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Has No Fault Insurance “Reform” hit a dead-end? Reading the tea leaves from Snyder’s State of the State

January 17, 2014 by Steven M. Gursten

Governor Snyder fails to mention No Fault insurance reform in his State of the State, but what does that really mean?

Gov. Rick Snyder State of the State

Last night, Gov. Snyder gave his State of the State address. He tackled many issues. But Gov. Snyder failed to mention No Fault insurance “reform” at all.

So, what does this mean?  What can we take away from last night, as Gov. Snyder completely failed to  mention  insurance reform?

Is it true, as his aide explained afterwards,  that he failed to mention it because he ran out of room to address the topic? I don’t think so. And if it is true, it’s very surprising, because he sure found time to mention a lot of other issues that frankly, made the State of the State very long and very difficult to sit through.

Or does the reason have more to do with election-year  politics? Is Gov. Snyder waiting until after the election because he knows how popular No Fault reform is in this state (to see how popular No Fault insurance is in Michigan, you can read this blog I wrote on it). Certainly, it would make election year fodder and would jeopardize a number of lawmakers – mostly Republicans – who support changing No Fault in this state.

I’ve written before  – and have been an outspoken critic – that current proposals such as HB 4612 are a cynical insurance industry wish-list, and that Michigan taxpayers and drivers get very little in return for giving up incredibly valuable insurance protections if they’re ever seriously injured in an automobile accident.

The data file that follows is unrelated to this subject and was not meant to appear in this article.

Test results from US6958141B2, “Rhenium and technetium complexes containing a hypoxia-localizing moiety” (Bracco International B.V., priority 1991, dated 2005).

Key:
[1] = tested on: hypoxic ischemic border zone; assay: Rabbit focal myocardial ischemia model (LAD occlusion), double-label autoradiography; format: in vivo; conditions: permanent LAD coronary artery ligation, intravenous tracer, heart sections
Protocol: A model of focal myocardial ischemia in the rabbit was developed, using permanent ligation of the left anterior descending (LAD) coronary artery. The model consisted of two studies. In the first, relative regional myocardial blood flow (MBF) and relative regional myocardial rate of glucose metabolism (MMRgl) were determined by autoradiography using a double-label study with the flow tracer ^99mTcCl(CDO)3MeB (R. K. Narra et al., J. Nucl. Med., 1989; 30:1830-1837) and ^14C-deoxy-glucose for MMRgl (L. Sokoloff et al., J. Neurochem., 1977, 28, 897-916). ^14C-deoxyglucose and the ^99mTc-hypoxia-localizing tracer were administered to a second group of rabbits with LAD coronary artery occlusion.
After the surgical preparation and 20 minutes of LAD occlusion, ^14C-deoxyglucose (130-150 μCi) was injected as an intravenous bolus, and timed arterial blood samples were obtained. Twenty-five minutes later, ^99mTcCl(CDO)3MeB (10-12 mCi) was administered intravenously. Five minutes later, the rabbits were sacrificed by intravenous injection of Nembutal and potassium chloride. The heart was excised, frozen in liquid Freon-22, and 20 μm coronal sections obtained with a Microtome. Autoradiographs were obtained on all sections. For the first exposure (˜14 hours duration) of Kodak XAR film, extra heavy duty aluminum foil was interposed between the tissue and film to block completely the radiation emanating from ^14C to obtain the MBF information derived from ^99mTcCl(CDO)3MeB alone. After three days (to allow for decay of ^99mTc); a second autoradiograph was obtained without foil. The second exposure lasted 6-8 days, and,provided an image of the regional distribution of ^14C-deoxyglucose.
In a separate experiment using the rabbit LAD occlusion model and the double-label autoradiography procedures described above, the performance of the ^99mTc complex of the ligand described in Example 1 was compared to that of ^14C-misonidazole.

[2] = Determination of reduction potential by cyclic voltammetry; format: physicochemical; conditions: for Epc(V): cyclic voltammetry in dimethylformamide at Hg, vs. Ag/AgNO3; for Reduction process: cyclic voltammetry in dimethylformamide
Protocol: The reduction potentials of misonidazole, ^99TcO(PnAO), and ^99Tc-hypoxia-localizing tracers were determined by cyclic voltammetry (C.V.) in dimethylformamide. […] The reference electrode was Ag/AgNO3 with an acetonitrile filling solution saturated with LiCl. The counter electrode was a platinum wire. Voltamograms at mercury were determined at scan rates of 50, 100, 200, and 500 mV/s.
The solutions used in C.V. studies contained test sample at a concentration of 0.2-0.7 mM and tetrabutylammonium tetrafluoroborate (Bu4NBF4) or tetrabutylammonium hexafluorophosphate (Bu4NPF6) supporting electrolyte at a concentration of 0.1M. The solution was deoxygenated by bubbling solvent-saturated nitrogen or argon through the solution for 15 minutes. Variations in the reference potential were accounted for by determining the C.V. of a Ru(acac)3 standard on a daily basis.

However, it’s a great deal for Michigan’s insurance industry. And in today’s world of unlimited corporate political donations after Citizens United, making the insurance companies happy is probably the only reason why lawmakers would want to support No Fault reform.  Insurance reform as it currently exists in proposed legislation like HB 4612 is terrible on every objective measure  for the people of this state.

So, is Gov. Snyder planning on re-visiting No Fault insurance reform after the election, because he doesn’t want Republican lawmakers to get punished?

If so, we could see another  naked and ugly political power play, just like the one that lawmakers and the governor executed recently with Machiavellian ruthlessness when they completely changed the Michigan Court of Claims. They did so overnight and without any opportunity for opposition from lawyers and the judiciary to be heard.

Overnight and with no advanced notice, Public Act 164 of 2013 changed the entire Court of Claims.  It literally took the power of the Court of Claims  away from the Lansing judges who previously presided over it, and located the Court of Claims in the Court of Appeals.  Specific judges from the Court of Appeals were then appointed to oversee it.  It also took immediate effect.

There has been a huge outcry by both judges and Michigan attorneys against this, and in the way in which it was done.  The law was passed in such a manner that there was no opportunity for any debate or opposition to be heard against it, including by the Negligence Section of the State Bar of Michigan.  It was a naked political power play, and an ugly one at that.

Could No Fault reform be next?

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